Portuguese filmmaker João Pedro Rodrigues’s The Ornithologist revels in a hushed and lucid expressionist naturalism that’s reminiscent of Andrei Tarkovsky’s Stalker. As Fernando (Paul Hamy) swims in a river, for instance, the camera tracks across the water by his side, the man’s strides informing the images with through lines so clean and striking that they could’ve been drawn by a ruler. These sorts of carefully lit and arranged compositions infuse this natural setting with a heightened subjectivity that doesn’t distance the audience from the land’s essential visceral wildness.
Rodrigues’s formalism accommodates and complements the habitat without eclipsing it, and so the film has an unusually vivid sense of place that feels discovered yet controlled. This dichotomy between discovery and control cuts to the heart of The Ornithologist’s ideological drive. The northern Portuguese wilderness here is a place of hard, glistening rocks and tranquilly sensual water, of fallen religious sanctuaries and birds, particularly owls, that serve as a kind of Greek chorus, though a golden eagle sends its own message, roosting on a cliff in slow motion that emphasizes its primordial majesty.
The Ornithologist is consistently unsettling, but it also simultaneously allows us to enter a meditative zone, savoring the stately grandeur of the images as well as the startling competency of Fernando, a fetishized stud from the Jason Statham and David Beckham Institute of Abs and Buttocks who weathers danger with comic unflappability—most notably when casually escaping captors, looking among their things for his stolen goods with a deliberateness that’s both amusing and maddeningly suspenseful.
Rodrigues is a rapt and daring formalist, who stages suspense-film set pieces as if they’re moments from an observational documentary, grounding heightened tropes in a convincing faux-reality. He also has a perversely unruly streak that gradually comes to The Ornithologist’s fore. The first hour suggests the film that might have resulted if Tarkovsky had directed a 1970s Australian thriller, but Rodrigues is ultimately after different aesthetic game.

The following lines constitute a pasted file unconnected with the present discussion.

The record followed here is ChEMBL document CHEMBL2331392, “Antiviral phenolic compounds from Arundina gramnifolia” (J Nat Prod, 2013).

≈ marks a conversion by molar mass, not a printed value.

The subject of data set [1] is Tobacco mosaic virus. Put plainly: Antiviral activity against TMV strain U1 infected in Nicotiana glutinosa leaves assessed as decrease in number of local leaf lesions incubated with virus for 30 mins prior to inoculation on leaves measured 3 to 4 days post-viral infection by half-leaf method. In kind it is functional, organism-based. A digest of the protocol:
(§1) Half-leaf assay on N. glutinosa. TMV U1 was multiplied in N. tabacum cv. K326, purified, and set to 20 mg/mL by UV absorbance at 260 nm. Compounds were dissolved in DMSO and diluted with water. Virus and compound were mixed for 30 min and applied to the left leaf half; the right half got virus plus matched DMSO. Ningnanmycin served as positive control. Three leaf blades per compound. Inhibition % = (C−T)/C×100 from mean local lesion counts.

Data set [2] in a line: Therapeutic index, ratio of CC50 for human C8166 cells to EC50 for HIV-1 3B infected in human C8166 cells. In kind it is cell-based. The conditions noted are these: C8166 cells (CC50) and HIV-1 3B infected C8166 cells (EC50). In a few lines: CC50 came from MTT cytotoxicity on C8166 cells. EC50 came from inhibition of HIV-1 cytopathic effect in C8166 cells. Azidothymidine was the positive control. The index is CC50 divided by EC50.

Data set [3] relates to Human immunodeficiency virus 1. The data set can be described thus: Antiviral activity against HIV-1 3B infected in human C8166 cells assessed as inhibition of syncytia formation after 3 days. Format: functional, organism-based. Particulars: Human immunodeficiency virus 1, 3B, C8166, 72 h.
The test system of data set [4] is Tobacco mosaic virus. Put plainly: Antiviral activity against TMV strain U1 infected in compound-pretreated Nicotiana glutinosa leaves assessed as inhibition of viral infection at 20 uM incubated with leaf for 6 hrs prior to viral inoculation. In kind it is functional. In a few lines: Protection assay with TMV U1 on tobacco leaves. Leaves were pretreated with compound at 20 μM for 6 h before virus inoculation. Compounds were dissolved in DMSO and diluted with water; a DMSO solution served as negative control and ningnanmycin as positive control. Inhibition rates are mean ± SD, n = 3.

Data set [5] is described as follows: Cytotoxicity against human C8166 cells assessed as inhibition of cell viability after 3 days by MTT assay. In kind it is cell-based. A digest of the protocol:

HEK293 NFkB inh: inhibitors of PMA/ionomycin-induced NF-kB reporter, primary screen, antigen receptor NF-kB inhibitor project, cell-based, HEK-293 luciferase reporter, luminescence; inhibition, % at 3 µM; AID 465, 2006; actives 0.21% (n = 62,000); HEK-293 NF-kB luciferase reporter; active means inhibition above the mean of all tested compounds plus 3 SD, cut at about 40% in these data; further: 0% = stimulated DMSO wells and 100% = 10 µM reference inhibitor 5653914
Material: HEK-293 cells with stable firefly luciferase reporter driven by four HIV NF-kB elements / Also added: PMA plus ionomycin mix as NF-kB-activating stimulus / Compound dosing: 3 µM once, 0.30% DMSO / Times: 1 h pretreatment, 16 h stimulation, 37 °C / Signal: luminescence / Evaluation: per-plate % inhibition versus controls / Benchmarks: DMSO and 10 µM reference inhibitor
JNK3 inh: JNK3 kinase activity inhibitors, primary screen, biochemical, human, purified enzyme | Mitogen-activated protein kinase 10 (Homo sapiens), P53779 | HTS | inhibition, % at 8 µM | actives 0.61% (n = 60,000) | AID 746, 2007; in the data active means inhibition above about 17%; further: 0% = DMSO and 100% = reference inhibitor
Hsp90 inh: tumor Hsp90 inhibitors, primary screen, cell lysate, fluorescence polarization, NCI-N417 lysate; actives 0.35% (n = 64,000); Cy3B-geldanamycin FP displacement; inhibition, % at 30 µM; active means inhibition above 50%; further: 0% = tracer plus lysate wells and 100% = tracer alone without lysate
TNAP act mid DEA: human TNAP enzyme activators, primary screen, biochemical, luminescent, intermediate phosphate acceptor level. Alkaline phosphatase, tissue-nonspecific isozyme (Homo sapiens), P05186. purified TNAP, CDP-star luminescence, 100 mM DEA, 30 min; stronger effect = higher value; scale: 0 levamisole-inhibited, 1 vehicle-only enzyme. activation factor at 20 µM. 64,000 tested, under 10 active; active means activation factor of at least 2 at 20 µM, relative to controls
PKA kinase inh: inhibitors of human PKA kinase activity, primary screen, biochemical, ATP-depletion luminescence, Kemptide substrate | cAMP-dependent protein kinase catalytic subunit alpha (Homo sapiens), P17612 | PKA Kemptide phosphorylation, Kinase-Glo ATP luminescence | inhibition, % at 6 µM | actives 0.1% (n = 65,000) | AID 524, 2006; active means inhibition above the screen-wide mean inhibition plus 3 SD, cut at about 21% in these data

The first hint arrives before the opening credits, with a quote from St. Anthony of Lisbon, “Whoever approaches the Spirit will feel his warmth, hence his heart will be lifted up to new heights.” Innocent viewers will assume this quotation to be figurative, complementing the admirable simpatico that Fernando has with his setting, and the calming watchfulness that he inspires in the viewer. These impressions are proven to be true, to an extent, but Rodrigues also stages an allegory of St. Anthony, the patron saint of lost things, that’s simultaneously oblique and crushingly literal.
Another hint asserts itself retrospectively after all has been revealed to us, when Fernando encounters a pair of women, Fei (Han Wen) and Ling (Chan Suan), Chinese Christians who’ve gotten lost on their pilgrimage to Santiago de Compostela. Fei and Ling chastise Fernando for his atheism, claiming, with unseemly egotism and contemptuousness, that he will discover faith one day. The irony of this scene resides in the fact that Fernando appears to be more connected to Earth than these women, who’re callous, married to their smartphones, and far more dangerous than they let on.
Fei and Ling belong to a long tradition of Christian interlopers who presume to tell natives how to regard their own land, and Fei and Ling’s superficiality deliberately shatters the transcendental spell that Rodrigues has woven up until this point and will gradually re-instill, until the more decisive shattering of the film’s conclusion. That these Christians are Asian women, rather than the European men who’re predominantly associated with the religion’s atrocities, speaks further of Rodrigues’s cheekiness.
After interludes of increasingly allegorical surreality—most notably with an uncivilized shepherd, tellingly named Jesus (Xelo Cagiao), who suffers a stigmatic wound—Fernando transforms into Anthony, played by Rodrigues himself. Fernando’s conversations with the fish and doves earlier in the film suddenly attain a more intellectually dogmatic association, as does his dust-up with Fei and Ling, who’re facetiously proven to be correct in their criticism of Fernando. His journey was, indeed, an adventure in glib discovery.
Rodrigues flushes his film down the toilet—purposefully and ironically—for the sake of a joke that recalls the ending of Simon of the Desert, in which the transporting reverie of Luis Buñuel’s formalism was disrupted so as to put religion in its debauchedly fashionable place. Here, a man similarly gains religion at the expense of communion with Earth, reentering vulgarly fabricated civilization as a saint; correspondingly, Rodrigues hocks a loogie in Catholicism’s face at the expense of the spellbinding, existentially freighted arbitrariness that he sustained up until this conclusion. Impudently declaring himself a saint, Rodrigues steals his own film out from under his protagonist as a meddlesome assertion of dominion that’s both resonant and obnoxious.